Salt brine adopted as anti-icing tool at UMass

Salt brine will be applied before winter weather events

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Kathrine Esten/Daily Collegian

By Kathrine Esten, Assistant News Editor

Braving another winter in New England, the University of Massachusetts has adopted a new tool to combat winter weather events before they happen: salt brine.

According to UMass News and Media Relations, a pilot program has begun to treat roads and sidewalks on the campus with an anti-icing solution of rock salt and water known as salt brine. Salt brine is sprayed in advance of a winter weather event using a tank which has been installed on the back of road- and sidewalk- sanders. The treatment was first used in mid-January and will continue to be employed throughout the winter.

“This is a 24-hour-a-day campus,” Todd Cournoyer, the head of landscape management, said. “Snow, ice, winter weather can’t slow the campus down.”

Cournoyer and other staff, including Custodial and Grouds Services assistant director Pam Monn, became interested in liquid anti-icing treatments after attending a presentation by Baystate Roads, a program at the UMass Transportation Center. Michael Smith, a UMTC program director, advised the Physical Plant on the adoption of salt brine and held multiple training workshops with staff.

On Tuesday morning, Cournoyer walked around the Grounds Maintenance Facility on the outskirts of campus and explained the challenges faced by the over 200 snow removal workers at the University, including custodial staff.

While the sidewalks and roads are typically warmer than the air, snow and ice accumulation lower ground temperature. The precipitation can then bond to the surfaces and cause slippery and dangerous conditions.

Traditionally, the University relies on the granular application of salt, treated with organic compounds like beet or sugar root, to prevent snow from bonding with the ground surfaces and assist in melting snow left behind after plowing. While salt can be corrosive, Smith said organic-based enhancers can make solutions “less corrosive than drinking water,” citing a study done by the Pacific Northwest Snowfighters.

A major disadvantage of rock salt is that won’t activate until wet, Smith and Cournoyer emphasized.

Smith, who specializes in snow and ice education, as well as gravel road maintenance, chainsaw safety, trench excavation safety and similar topics, added that “rock salt doesn’t do anything for us until it becomes a liquid.”

“The grain of salt leeches the brine, which lowers the freezing temperature of water,” Cournoyer said. However, the salt is often inefficient, as it is kicked around by pedestrians and vehicles.  “That salt crystal, with all its surface area, is only in contact with the pavement on one small area.”

Cracks and crevices in roads and sidewalks pose another problem. When a plow passes over the area, some snow and ice material can be further ground into these crevices. Over time, this build-up will be more resistant to removal and pose dangers to pedestrians and drivers.

Salt application prompts environmental concerns as well. While sodium chloride is a “natural element,” the high concentration used to combat winter weather can be damaging to plant life, waterways and other parts of the environment. In the past, UMass has utilized salt brines including liquid calcium chloride and magnesium chloride, which were very effective in melting the ice but posed dangers to the environment.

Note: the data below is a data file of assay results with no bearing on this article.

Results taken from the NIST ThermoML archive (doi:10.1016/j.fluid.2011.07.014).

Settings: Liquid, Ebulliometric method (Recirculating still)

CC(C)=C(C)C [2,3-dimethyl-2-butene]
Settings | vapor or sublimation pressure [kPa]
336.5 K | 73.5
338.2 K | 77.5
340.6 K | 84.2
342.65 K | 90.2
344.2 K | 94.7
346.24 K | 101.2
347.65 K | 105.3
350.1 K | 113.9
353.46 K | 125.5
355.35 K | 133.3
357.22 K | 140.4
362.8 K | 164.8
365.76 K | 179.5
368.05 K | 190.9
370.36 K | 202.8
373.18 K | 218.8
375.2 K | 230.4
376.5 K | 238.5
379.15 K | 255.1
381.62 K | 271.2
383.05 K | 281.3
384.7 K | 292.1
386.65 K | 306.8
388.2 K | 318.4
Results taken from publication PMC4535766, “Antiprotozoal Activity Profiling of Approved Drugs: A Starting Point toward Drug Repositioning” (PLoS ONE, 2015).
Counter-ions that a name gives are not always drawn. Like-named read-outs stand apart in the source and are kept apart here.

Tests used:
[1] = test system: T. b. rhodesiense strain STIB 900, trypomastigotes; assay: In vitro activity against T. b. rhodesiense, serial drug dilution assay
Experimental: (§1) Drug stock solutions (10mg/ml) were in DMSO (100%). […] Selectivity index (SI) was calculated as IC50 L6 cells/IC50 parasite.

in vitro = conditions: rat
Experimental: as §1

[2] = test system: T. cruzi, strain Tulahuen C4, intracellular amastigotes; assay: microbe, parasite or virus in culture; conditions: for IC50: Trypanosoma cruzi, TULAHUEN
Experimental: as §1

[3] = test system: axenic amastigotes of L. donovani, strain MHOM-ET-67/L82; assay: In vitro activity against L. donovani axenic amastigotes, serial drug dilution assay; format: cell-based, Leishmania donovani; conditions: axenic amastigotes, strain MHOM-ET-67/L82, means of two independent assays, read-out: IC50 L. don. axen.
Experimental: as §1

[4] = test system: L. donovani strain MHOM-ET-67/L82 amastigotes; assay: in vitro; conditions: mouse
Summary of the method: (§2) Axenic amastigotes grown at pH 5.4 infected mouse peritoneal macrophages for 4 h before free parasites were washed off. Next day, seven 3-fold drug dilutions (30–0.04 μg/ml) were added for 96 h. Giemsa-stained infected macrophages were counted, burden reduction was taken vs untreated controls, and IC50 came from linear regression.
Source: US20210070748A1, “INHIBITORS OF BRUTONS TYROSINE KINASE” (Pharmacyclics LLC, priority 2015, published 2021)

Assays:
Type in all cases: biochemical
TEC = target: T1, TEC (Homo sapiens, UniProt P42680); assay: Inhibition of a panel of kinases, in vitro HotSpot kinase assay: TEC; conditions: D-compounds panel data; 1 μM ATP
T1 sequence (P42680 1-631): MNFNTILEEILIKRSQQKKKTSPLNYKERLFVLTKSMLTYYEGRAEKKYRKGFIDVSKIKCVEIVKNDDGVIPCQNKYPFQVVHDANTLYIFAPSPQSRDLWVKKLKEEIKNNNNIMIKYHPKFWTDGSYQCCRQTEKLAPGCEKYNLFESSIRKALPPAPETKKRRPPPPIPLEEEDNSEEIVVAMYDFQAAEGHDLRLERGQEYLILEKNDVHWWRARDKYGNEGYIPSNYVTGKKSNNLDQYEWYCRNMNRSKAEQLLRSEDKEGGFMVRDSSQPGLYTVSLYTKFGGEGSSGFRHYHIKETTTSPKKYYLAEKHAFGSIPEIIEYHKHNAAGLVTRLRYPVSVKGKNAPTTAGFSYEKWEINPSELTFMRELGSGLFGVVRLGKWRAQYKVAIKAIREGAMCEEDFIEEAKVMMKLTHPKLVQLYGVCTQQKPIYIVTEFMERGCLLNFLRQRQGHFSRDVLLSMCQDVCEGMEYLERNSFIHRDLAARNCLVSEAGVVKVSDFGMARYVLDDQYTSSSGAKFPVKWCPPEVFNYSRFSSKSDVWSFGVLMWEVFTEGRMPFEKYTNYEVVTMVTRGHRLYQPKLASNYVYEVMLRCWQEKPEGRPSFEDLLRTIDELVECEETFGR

“Those particular chemicals, calcium and magnesium, were just a little more harmful to the environment than we were willing to accept,” said Cournoyer, who has worked at UMass for more than 25 years, including six or seven years in his current position.

The new aqueous brine solution used by the University is 23 percent salt and 77 percent water. Since the salt is completely suspended, the mixture looks like regular water. Cournoyer noted that the salt brine solution acts “instantaneously.”

When applied to roads and sidewalks, a very fine layer of salt is left behind. With a pencil nozzle for high-speed application, thin lines may be left behind on the treated surface. UMass also uses a fan nozzle, which leaves no lines behind.

“Salt brine is more efficient,” Smith explained in a phone interview with the Daily Collegian, adding that it uses less salt and is less labor intensive.

“Salt brine will last indefinitely as long as it’s not exposed to rain or other precipitation,” Smith added. Unlike rock salt, salt brine doesn’t blow off the roads and only needs to be reapplied once plowing starts.

Environmentally, salt brine can cut the application rate of salt “in half,” Smith said. The application rate of an anti-icing agent can range from 30 to 60 gallons per mile, Smith said. In 60 gallons of salt brine, there are only 136 pounds of salt, which is half the amount of salt used compared to a rock salt application.

The department will continue to use granular application for the foreseeable future as treatment in the aftermath of weather events. However, with less snow and ice bonding to road surfaces initially, less granular salt is needed during cleanup. When asked about future developments in the use of salt brine, Cournoyer said the department is hoping to use less sodium and develop a more controlled application.

“Every time we hear somebody fell and got hurt, we feel really badly,” Cournoyer said.  “Our main concern is safety to the students.”

Kathrine Esten can be reached at [email protected] and followed on Twitter at @KathrineEsten.